People crowded the streets on their routes to work. Huddled in their dark winter coats with their hatted heads tucked in to keep their necks warm, they looked like a waddle of penguins as they shuffled along. The enjoyable crisp air of autumn had given way to the blades of winter wind. It hadn’t yet snowed, but I looked hopefully at the clouds overhead.
I loved the first snowfall. Everything was so fresh, and the pure white flakes covered the filthy, scarred face of the city. I knew the grime was still there, but it was nice to pretend. My one vain belief in life was that if you pretended long enough, you could convince even yourself.
Holiday decorations already sparkled in the shop windows though Thanksgiving had only been the week before. Even in light of that, everyone seemed more excited than usual. I stopped at a newsstand.
“What’s happening, Mac?” I asked the man next to a shrinking stack of newspapers.
“Ford released the new Model A. Want to see the photographs?” He held out a paper to me.
I continued down Huntington Street until I hit Wilbur Avenue. As expected, the squawkers were gathered on the corner. Their leader stood on a soapbox, preaching to anyone who’d listen.
“The Devil’s got his claws in you, but you don’t have to be a witch. Come toward the light and let Jesus Christ save you. This magic you practice corrupts God’s plan for you. It tempts you away from his path…”
The tirade went on as usual, and I tried to pass as quickly as I could. They’re born witches, you imbeciles. You already got magic banned for humans. What more could you possibly want?
I knew I shouldn’t let them irritate me every time I saw them, but then I thought of how long witches had lived in the shadows and how far we’d thought society had come. Of course, while the revelation that magic exists had delighted many, others quaked in fear and felt the need to squash what they didn’t understand and could never possess.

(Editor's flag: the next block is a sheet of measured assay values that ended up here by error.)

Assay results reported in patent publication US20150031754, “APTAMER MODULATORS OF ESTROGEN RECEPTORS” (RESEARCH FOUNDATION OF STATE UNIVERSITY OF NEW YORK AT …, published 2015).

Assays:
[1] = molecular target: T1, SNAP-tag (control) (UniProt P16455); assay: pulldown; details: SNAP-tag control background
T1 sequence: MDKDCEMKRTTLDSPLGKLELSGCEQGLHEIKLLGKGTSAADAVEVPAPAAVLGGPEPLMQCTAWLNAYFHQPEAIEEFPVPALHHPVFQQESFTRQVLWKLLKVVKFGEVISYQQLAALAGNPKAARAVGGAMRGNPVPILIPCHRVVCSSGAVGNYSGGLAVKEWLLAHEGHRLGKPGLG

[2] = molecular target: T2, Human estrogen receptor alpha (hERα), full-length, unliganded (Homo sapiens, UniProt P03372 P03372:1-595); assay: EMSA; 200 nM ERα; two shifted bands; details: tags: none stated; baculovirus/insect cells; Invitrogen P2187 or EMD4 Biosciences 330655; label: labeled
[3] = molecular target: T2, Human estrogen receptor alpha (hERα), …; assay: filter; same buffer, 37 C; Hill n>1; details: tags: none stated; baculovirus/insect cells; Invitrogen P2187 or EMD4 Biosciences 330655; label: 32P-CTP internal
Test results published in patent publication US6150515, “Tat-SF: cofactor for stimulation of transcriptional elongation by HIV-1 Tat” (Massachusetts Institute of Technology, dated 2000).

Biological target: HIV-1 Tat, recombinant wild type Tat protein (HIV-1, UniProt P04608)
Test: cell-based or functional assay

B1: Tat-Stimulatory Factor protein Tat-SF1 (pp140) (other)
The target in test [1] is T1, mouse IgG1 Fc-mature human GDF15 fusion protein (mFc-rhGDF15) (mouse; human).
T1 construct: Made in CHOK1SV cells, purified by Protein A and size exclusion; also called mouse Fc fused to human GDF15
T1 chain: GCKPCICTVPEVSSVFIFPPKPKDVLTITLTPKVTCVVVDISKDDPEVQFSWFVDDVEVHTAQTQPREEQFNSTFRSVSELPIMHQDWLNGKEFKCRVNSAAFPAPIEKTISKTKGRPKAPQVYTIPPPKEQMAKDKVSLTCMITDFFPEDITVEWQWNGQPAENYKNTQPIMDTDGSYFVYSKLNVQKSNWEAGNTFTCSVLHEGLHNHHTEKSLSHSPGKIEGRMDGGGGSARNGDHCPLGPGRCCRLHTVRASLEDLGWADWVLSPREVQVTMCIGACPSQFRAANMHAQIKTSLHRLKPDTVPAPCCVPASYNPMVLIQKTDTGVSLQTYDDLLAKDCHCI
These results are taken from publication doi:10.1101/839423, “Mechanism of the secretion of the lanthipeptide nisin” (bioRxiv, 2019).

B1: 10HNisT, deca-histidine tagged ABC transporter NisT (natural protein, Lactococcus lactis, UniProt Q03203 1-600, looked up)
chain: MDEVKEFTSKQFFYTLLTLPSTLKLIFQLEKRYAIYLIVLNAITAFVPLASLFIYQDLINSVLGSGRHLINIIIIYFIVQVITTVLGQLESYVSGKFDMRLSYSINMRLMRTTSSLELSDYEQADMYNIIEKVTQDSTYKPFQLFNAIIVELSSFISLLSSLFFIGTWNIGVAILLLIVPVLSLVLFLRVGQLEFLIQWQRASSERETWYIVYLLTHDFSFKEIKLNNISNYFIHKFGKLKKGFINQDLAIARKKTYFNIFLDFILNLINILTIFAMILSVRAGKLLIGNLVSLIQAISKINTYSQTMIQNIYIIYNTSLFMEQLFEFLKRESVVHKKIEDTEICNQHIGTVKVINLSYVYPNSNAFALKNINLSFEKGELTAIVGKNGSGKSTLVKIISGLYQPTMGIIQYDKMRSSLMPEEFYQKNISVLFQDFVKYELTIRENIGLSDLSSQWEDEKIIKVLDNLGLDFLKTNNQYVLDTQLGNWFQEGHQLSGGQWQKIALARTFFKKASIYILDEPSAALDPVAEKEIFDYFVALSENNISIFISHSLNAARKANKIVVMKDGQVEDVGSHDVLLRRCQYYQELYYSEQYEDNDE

After turning on Wilbur Avenue, I went into a large house with an unimposing sign in the window, which read, “Clinic for Internal Medicine.”
The reception area was like any other physician’s home. There were uncomfortable looking chairs for waiting clients and a commanding nurse, who doubled as a secretary. The white walls were severe against the dark, hardwood floor.
The clinic couldn’t have been open for long because there was only one patient waiting, a woman round with child.
My heels clicked on the floor as I ankled to the nurse’s desk.
“I’m here to see Dr. Zodiac.”
Though the nurse had seen me many times, including the day prior, she stared at me hard to determine my purpose. Finally, she nodded. “The doctor is available at the moment. Go to the door at the end of the hall.”
I thanked her and went through the closed door behind her. I passed a legitimate exam and surgery room before I reached the end. After entering an inconspicuous door, I climbed down a flight of stairs, dimly lit by a naked bulb overhead. A thick carpet muffled the sound of my descent.
When I reached the solid, iron door at the bottom, I knocked in three groups of three. A slot at eye level slid open.
“The archer can never shoot the flame because it’s within him,” I whispered to the eyes.
Metal scraped, and the door opened. I entered the tunnel of Starlight Avenue. Though the tunnel was raw earth, it was smooth and well-lit by electric lights every few feet. At various points, it branched off into other tunnels, all of which led to different destinations that could fulfill any magical need.